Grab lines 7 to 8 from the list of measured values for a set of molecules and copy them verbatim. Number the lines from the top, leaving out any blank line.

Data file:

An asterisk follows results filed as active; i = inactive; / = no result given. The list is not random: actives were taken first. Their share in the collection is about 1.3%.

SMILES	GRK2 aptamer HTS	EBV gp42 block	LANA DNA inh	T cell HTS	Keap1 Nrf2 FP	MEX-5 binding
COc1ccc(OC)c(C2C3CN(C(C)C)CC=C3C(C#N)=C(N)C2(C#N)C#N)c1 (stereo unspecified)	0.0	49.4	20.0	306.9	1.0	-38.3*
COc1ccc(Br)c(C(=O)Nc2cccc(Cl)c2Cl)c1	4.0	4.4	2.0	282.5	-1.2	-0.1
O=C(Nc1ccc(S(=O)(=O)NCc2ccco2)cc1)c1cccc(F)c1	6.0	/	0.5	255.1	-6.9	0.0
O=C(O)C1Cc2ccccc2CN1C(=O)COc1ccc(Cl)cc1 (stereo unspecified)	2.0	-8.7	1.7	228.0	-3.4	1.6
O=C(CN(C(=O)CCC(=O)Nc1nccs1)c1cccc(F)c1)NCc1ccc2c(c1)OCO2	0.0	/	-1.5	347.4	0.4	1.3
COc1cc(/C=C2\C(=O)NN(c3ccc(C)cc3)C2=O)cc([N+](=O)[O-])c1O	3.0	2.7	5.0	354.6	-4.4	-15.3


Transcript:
O=C(CN(C(=O)CCC(=O)Nc1nccs1)c1cccc(F)c1)NCc1ccc2c(c1)OCO2	0.0	/	-1.5	347.4	0.4	1.3
COc1cc(/C=C2\C(=O)NN(c3ccc(C)cc3)C2=O)cc([N+](=O)[O-])c1O	3.0	2.7	5.0	354.6	-4.4	-15.3